The project happens to cost $118 million, meaning Subaru gets a brand-new headquarters practically free. On top of that, Camden has to forgo property taxes for at least a decade - possibly two. Consider Subaru as Christie's headquarters to nowhere.

Christie certainly didn't invent this kind of economic policy. Corporate poaching has become politicians' favorite tool for claiming they are tackling job creation. Usually, it turns out to be a money-losing shell game, says Greg LeRoy, who heads Good Jobs First, a Washington group that tracks economic development policy.

Few states practice jobs poaching with the abandon of New Jersey, he says.

Just recently, the Garden State poached two biggies from Philadelphia: The 76ers practice facility was lured to Camden with $82 million in tax credits, and Destination Maternity agreed to shift its offices from its Spring Garden Street plant to Moorestown for $40 million. In a crazy bit of reverse commuting, Lockheed Martin will move from Moorestown to Camden for $107 million in credits.

No doubt, Philadelphia would try the same tricks on New Jersey if it could. Subaru was said to be considering the Navy Yard, and its lucrative tax breaks, before New Jersey stepped in with a sweeter offer.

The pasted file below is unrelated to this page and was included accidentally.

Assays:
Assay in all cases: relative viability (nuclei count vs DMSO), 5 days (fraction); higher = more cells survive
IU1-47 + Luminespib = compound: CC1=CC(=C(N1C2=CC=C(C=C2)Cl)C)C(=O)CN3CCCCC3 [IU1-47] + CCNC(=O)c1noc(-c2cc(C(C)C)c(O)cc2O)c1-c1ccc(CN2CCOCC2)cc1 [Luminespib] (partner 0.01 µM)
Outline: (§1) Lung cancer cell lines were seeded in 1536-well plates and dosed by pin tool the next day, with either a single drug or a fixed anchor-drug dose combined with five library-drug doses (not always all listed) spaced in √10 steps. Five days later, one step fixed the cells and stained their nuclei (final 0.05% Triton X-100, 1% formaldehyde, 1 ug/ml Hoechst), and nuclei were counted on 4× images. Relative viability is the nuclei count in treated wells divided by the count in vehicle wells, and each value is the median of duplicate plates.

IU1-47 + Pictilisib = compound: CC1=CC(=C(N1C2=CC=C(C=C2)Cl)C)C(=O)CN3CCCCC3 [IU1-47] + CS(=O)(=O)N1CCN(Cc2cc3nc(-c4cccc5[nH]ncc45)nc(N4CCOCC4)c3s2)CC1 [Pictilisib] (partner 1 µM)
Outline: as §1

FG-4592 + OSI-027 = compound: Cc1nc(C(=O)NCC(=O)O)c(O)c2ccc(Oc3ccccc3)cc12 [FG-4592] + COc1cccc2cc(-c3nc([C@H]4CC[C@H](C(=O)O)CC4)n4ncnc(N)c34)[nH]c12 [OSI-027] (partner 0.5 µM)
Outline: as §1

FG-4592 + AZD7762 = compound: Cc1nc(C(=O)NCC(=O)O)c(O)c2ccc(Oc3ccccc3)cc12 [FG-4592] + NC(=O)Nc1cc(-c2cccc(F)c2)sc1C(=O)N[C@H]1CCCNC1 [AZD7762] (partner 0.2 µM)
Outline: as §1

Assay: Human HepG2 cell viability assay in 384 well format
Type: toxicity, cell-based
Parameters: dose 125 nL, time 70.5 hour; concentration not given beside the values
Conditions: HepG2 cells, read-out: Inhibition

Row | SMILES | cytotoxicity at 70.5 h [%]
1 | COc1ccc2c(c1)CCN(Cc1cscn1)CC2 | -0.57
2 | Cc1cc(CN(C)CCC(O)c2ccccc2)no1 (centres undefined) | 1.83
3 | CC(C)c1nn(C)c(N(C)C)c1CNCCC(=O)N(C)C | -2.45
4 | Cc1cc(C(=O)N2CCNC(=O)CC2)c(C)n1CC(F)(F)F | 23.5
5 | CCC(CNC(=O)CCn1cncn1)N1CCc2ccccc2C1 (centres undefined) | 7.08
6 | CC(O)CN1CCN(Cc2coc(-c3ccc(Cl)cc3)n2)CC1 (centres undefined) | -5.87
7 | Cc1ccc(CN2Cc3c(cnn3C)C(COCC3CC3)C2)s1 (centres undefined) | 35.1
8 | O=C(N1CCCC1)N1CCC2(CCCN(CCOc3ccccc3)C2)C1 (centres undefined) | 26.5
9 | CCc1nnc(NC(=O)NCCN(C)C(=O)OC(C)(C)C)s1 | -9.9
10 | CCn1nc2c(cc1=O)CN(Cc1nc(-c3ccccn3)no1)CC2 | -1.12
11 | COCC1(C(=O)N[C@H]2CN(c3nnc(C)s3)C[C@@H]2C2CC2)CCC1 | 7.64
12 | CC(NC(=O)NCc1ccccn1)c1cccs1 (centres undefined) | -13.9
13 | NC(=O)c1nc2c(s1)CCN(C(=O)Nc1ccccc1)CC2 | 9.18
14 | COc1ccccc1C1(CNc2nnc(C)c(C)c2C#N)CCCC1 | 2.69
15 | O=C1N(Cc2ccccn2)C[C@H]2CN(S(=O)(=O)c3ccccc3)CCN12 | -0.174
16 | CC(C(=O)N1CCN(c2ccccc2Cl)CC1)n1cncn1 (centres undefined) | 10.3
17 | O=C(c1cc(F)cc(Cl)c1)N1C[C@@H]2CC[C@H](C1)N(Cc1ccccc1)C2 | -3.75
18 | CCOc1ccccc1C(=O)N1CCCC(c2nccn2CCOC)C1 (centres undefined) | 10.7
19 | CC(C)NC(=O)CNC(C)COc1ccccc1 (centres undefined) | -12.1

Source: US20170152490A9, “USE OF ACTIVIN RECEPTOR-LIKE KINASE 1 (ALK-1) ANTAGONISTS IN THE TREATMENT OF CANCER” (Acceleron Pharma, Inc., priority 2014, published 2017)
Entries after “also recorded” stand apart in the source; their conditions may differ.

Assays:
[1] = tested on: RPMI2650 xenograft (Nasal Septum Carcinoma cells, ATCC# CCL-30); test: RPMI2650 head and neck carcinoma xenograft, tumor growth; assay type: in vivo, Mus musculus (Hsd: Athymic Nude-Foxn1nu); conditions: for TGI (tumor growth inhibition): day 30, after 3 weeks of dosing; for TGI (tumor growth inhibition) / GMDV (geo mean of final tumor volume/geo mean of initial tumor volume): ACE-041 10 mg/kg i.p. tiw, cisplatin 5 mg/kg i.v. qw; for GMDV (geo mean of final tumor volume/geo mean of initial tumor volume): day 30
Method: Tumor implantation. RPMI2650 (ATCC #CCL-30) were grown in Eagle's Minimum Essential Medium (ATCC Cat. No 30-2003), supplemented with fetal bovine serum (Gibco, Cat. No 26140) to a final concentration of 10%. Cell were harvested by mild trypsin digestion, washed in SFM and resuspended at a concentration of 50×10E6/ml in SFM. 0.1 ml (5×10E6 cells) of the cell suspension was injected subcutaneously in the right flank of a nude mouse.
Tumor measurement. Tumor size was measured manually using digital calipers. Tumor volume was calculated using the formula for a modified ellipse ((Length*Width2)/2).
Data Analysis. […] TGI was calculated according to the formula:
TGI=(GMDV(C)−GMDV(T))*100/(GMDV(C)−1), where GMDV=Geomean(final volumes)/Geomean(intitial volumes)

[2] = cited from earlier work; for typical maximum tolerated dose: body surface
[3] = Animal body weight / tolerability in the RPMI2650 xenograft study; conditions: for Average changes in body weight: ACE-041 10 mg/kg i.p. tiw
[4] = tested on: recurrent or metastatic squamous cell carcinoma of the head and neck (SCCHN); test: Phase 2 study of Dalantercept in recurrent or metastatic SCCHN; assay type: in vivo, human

Tax breaks aren't necessarily a bad thing. A Robin Hood economic policy that moves companies into distressed places like Camden can spur revival. But only if it's hitched to an urban development policy.

If the Christie administration really understood what made cities tick, it would have made Subaru's tax breaks contingent on moving to a downtown site, where employees could venture outside for lunch and errands, encouraging small businesses. Who knows? Some might have even been persuaded to take up residence in the city's reviving neighborhoods so they could walk to work.

There is certainly no shortage of downtown sites. Camden just used eminent domain to tear down an eight-story downtown office building next to its transit center. Unfortunately, its replacement is a parking garage. Putting Subaru above the garage would have been so much more powerful. At Gateway, they'll drive in and drive out.

Even if Subaru insisted on a suburban-style building, the state could have at least required the company to give qualified city residents first dibs on job openings. As part of the deal with the state, Subaru must add 100 employees over 10 years. The problem is, they can be from anywhere.

At $1.18 million for each job created, "it's not the highest price ever paid, but it's up there," says LeRoy. "The state will never break even at that price."

Camden is far from a lost cause. Rutgers University has done wonders with Cooper Street, and urban pioneers are putting down roots. Almost a dozen showed up at Tuesday's hearing to protest the Subaru plan. An architect, Eduardo Guzman, told me he just bought an old firehouse and planned to move his firm, DCM, to downtown Camden. "No one is offering me tax breaks," he noted.

For $118 million, Camden deserves more than an inaccessible, climate-killing suburban office park. It's what makes a Subaru a real disappointment.



ingasaffron@gmail.com

215-854-2213@ingasaffron

www.philly.com/saffron

This story was corrected: The name of the company moving from Moorestown to Camden is Lockheed Martin. Holtec is moving to Camden from Marlton.